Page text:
In partnership with: The Friends of the Utah Avalanche Forecast Center, Utah Department of Public Safety Division of Comprehensive Emergency Management, Salt Lake County, and Utah State Parks
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Wednesday, January 12, 2005
Good morning, this Evelyn
Lees with the
Avalanche Statement is in effect for most of the mountains of
I think we are finally starting to see a bit of blue at the end of the storm. Snow fall tapered off yesterday evening, and most areas received about 4 overnight, with 24 hour snow totals of about a foot. Winds shifted to the northwest with frontal passage and overnight increased across the higher peaks into the 25 to 35 mph range, with gusts in the 40s and 50s. Temperatures are more winter like, in the single digits and low teens.
Our two week storm cycle has slammed 5 to 10 of water weight onto the existing snow pack, overloading several buried weak layers. So once again, numerous deep, large slides were reported in steep terrain yesterday, both natural and explosive triggered. Crowns averaged 3 to 6 feet deep, several were hundreds of feet wide, and one crown was about a mile in length. Many removed large timber in their track, and a number of paths ran bigger and deeper than has been seen in over 30 years. Here are some great photos of the Dog Leg Chutes natural; photo 2. Even new snow slides were wide and far running. With partially clearing skies, sightseeing may be remarkable today.
The moderate to strong winds will continue the avalanche cycle today by creating sensitive drifts of wind blown snow. Once triggered or releasing naturally, the weight of these new snow avalanches has the potential to trigger a deeper, larger slide.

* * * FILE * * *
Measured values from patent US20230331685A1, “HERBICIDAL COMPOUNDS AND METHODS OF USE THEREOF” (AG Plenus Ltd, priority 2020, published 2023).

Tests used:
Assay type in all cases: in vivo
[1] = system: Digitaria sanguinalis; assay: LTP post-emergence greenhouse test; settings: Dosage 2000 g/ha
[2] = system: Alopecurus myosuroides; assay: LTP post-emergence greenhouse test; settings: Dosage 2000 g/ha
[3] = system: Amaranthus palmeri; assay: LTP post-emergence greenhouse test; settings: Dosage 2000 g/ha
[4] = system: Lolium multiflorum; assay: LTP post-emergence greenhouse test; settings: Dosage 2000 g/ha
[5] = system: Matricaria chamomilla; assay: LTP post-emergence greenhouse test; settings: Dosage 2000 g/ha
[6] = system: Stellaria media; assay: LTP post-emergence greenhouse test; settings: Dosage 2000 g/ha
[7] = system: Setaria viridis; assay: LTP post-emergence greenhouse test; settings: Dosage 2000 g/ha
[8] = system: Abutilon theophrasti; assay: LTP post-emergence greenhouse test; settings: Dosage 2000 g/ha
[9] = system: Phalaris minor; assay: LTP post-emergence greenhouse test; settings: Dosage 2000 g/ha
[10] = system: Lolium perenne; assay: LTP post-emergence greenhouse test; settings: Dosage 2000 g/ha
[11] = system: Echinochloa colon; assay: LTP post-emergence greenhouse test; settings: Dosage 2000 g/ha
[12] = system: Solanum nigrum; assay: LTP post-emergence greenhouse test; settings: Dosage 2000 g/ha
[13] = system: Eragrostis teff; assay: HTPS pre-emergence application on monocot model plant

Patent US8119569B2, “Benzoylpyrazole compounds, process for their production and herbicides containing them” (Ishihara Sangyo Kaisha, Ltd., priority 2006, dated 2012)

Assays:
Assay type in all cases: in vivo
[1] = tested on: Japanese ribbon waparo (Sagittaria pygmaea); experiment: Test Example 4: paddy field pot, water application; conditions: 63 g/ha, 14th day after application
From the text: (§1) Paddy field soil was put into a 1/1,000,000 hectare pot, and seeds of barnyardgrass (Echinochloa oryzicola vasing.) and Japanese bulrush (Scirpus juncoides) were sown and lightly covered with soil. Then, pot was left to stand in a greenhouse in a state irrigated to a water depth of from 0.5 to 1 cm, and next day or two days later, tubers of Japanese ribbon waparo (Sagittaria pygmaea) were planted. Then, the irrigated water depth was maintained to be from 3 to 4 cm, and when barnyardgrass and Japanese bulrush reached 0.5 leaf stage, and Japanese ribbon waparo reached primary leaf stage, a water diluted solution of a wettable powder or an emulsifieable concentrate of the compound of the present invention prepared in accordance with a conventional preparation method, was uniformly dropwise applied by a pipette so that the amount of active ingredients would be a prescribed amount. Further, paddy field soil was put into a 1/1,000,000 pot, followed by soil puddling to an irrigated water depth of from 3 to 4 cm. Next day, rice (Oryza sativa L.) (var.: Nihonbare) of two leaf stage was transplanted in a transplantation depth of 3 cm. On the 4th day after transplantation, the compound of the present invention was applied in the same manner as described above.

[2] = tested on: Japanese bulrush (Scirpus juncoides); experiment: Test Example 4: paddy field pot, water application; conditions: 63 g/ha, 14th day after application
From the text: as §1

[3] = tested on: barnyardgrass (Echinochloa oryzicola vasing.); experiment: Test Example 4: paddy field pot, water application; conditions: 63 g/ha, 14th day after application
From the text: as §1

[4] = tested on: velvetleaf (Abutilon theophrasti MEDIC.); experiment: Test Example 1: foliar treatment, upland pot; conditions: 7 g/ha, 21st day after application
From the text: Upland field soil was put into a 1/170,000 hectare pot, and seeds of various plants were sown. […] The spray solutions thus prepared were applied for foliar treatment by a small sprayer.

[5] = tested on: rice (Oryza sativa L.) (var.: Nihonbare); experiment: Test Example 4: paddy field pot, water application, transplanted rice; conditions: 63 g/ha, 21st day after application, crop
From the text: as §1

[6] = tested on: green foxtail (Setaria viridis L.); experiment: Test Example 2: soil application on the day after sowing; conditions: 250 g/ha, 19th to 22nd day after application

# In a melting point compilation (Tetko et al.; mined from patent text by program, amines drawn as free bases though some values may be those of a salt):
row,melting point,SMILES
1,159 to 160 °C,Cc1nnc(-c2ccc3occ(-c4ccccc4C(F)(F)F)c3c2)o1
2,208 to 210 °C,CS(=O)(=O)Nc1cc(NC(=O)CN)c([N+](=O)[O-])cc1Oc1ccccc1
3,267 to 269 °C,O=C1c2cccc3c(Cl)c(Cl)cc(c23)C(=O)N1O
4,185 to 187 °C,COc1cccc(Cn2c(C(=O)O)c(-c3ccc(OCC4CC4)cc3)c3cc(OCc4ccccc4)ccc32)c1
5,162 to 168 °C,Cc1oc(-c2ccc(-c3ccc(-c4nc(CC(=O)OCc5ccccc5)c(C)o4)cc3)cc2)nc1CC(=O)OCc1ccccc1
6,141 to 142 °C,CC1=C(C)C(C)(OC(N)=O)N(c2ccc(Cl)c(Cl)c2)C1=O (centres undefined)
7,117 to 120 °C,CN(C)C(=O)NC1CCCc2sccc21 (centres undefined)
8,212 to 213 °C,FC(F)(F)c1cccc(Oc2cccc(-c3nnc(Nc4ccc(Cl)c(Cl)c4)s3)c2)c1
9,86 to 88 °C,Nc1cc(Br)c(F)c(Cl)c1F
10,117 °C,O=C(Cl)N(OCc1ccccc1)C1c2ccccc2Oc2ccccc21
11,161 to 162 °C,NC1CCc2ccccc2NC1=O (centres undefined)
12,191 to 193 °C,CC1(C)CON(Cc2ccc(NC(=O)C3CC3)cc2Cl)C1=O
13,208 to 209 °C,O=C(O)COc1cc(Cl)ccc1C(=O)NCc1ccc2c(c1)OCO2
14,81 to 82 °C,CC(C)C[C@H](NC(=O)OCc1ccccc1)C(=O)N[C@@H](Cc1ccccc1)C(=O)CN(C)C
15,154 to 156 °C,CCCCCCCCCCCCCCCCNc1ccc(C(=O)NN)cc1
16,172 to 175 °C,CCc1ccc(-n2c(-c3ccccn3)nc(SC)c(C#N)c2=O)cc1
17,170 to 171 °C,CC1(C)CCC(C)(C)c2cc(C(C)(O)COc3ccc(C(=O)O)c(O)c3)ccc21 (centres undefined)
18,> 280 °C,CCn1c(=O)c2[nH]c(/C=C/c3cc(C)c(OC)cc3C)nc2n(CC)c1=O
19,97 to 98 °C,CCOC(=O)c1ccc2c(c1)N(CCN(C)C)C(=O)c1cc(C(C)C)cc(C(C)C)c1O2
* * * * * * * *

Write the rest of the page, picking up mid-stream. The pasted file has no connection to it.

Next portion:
Backcountry travel is not recommended for people without excellent travel skills. While rather limited, wind sheltered, low angle terrain with no steep slopes above does exist in the Wasatch. But if you do head out today, you need to think BIG when estimating potential runout zones for any steep slopes. If you travel along ridgelines today, stay well back from sensitive cornices.
Bottom Line (
The avalanche danger is HIGH, and both human triggered and natural avalanches are likely. Stay of off and out from underneath any steep slope, especially those being drifted with wind blown snow. The potential still exists for large, long running avalanches.
A stable air mass has moved into the area this morning, and skies should slowly clear. Unfortunately, moderate to strong northwesterly winds will persist through at least tomorrow, with 25 to 35 mph averages are expected across the higher ridges. Temperatures will be near 20 at 8,000 and near 10 at 10,000. A pocket of colder air moving in tonight will create mostly cloudy skies and produce a few snow showers late this afternoon and tonight. Next chance for snow will be Friday into the weekend, as a weak wave slips under the ridge
There are a few
spots left in the Friends of the
hosting its 2nd annual Backcountry Avalanche Awareness Week January
31 February 7th as a benefit for the
We do an early morning update around 6am each day on the 364-1591 line.
If you are getting into the backcountry and see anything we should know about, give us a call at 524-5304, or 1-800-662-4140, or e-mail us at [email protected]
Your information is very valuable to us.
The information in this advisory is from the U.S. Forest Service, which is solely responsible for its content. This advisory describes general avalanche conditions and local variations always occur.
Thanks for calling
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